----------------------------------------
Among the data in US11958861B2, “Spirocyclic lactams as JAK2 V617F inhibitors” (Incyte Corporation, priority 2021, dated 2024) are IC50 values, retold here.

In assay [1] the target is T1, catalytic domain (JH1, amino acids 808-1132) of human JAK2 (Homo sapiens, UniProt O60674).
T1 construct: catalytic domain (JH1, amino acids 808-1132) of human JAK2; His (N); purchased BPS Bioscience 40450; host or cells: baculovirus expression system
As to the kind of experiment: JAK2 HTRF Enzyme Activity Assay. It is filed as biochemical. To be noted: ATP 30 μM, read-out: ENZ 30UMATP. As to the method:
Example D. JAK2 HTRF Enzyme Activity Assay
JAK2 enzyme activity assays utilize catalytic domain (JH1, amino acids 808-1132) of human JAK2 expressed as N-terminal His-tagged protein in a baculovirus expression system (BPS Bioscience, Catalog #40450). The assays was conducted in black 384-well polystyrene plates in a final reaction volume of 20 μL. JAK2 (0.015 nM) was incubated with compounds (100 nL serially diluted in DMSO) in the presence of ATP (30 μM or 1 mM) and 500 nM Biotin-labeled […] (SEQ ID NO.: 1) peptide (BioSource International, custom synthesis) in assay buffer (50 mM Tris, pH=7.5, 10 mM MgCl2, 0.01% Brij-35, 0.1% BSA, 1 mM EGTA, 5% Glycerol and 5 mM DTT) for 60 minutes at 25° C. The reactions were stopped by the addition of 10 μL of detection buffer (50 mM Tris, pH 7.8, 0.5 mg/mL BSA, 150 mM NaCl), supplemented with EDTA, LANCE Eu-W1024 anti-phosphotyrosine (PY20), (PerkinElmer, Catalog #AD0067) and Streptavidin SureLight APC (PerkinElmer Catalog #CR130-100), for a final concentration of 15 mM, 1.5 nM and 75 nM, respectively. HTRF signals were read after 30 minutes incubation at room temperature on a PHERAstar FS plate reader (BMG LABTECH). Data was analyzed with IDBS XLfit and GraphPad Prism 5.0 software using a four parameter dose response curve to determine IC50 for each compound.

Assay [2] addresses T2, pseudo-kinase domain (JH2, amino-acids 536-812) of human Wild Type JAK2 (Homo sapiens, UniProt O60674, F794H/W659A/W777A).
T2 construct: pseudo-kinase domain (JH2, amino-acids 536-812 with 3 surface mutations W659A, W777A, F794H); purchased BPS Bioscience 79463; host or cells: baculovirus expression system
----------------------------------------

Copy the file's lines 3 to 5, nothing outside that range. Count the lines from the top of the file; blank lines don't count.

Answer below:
T1 construct: catalytic domain (JH1, amino acids 808-1132) of human JAK2; His (N); purchased BPS Bioscience 40450; host or cells: baculovirus expression system
As to the kind of experiment: JAK2 HTRF Enzyme Activity Assay. It is filed as biochemical. To be noted: ATP 30 μM, read-out: ENZ 30UMATP. As to the method:
Example D. JAK2 HTRF Enzyme Activity Assay